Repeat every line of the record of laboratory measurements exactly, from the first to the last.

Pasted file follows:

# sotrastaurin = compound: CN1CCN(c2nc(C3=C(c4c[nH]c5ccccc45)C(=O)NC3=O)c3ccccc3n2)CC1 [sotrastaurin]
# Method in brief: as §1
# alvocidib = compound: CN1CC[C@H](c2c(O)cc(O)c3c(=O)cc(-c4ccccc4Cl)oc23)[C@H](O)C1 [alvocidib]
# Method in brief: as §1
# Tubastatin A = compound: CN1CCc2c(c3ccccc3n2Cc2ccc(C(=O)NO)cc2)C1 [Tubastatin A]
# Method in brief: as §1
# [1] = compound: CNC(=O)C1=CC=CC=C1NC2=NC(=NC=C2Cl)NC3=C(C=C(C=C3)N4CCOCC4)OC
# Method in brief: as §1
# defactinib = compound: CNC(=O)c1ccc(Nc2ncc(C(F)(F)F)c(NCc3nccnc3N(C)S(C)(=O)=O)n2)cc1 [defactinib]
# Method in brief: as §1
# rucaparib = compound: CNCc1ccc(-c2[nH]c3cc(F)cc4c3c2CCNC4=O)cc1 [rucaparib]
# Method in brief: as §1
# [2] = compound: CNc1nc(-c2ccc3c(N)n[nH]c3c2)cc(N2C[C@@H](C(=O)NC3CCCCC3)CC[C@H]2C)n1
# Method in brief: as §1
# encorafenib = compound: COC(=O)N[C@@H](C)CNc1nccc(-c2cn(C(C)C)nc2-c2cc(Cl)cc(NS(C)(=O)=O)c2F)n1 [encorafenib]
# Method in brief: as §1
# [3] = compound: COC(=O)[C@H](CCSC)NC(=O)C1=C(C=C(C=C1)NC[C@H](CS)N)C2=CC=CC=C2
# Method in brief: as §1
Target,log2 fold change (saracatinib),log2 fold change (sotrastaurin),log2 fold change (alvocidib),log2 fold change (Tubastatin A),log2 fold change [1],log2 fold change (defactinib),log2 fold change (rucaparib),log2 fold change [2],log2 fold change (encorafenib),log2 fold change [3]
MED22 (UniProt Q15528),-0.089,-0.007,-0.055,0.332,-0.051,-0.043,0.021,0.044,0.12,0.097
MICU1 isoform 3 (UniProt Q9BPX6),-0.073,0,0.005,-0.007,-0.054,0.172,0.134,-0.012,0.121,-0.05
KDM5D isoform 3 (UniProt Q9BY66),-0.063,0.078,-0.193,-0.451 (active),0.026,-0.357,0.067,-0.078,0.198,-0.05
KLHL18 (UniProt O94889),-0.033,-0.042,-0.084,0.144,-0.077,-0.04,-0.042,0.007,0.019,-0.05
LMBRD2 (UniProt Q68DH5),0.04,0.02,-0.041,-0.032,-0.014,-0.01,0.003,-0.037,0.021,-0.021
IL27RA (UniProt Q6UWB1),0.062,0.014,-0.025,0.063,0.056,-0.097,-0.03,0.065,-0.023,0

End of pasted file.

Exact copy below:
# sotrastaurin = compound: CN1CCN(c2nc(C3=C(c4c[nH]c5ccccc45)C(=O)NC3=O)c3ccccc3n2)CC1 [sotrastaurin]
# Method in brief: as §1
# alvocidib = compound: CN1CC[C@H](c2c(O)cc(O)c3c(=O)cc(-c4ccccc4Cl)oc23)[C@H](O)C1 [alvocidib]
# Method in brief: as §1
# Tubastatin A = compound: CN1CCc2c(c3ccccc3n2Cc2ccc(C(=O)NO)cc2)C1 [Tubastatin A]
# Method in brief: as §1
# [1] = compound: CNC(=O)C1=CC=CC=C1NC2=NC(=NC=C2Cl)NC3=C(C=C(C=C3)N4CCOCC4)OC
# Method in brief: as §1
# defactinib = compound: CNC(=O)c1ccc(Nc2ncc(C(F)(F)F)c(NCc3nccnc3N(C)S(C)(=O)=O)n2)cc1 [defactinib]
# Method in brief: as §1
# rucaparib = compound: CNCc1ccc(-c2[nH]c3cc(F)cc4c3c2CCNC4=O)cc1 [rucaparib]
# Method in brief: as §1
# [2] = compound: CNc1nc(-c2ccc3c(N)n[nH]c3c2)cc(N2C[C@@H](C(=O)NC3CCCCC3)CC[C@H]2C)n1
# Method in brief: as §1
# encorafenib = compound: COC(=O)N[C@@H](C)CNc1nccc(-c2cn(C(C)C)nc2-c2cc(Cl)cc(NS(C)(=O)=O)c2F)n1 [encorafenib]
# Method in brief: as §1
# [3] = compound: COC(=O)[C@H](CCSC)NC(=O)C1=C(C=C(C=C1)NC[C@H](CS)N)C2=CC=CC=C2
# Method in brief: as §1
Target,log2 fold change (saracatinib),log2 fold change (sotrastaurin),log2 fold change (alvocidib),log2 fold change (Tubastatin A),log2 fold change [1],log2 fold change (defactinib),log2 fold change (rucaparib),log2 fold change [2],log2 fold change (encorafenib),log2 fold change [3]
MED22 (UniProt Q15528),-0.089,-0.007,-0.055,0.332,-0.051,-0.043,0.021,0.044,0.12,0.097
MICU1 isoform 3 (UniProt Q9BPX6),-0.073,0,0.005,-0.007,-0.054,0.172,0.134,-0.012,0.121,-0.05
KDM5D isoform 3 (UniProt Q9BY66),-0.063,0.078,-0.193,-0.451 (active),0.026,-0.357,0.067,-0.078,0.198,-0.05
KLHL18 (UniProt O94889),-0.033,-0.042,-0.084,0.144,-0.077,-0.04,-0.042,0.007,0.019,-0.05
LMBRD2 (UniProt Q68DH5),0.04,0.02,-0.041,-0.032,-0.014,-0.01,0.003,-0.037,0.021,-0.021
IL27RA (UniProt Q6UWB1),0.062,0.014,-0.025,0.063,0.056,-0.097,-0.03,0.065,-0.023,0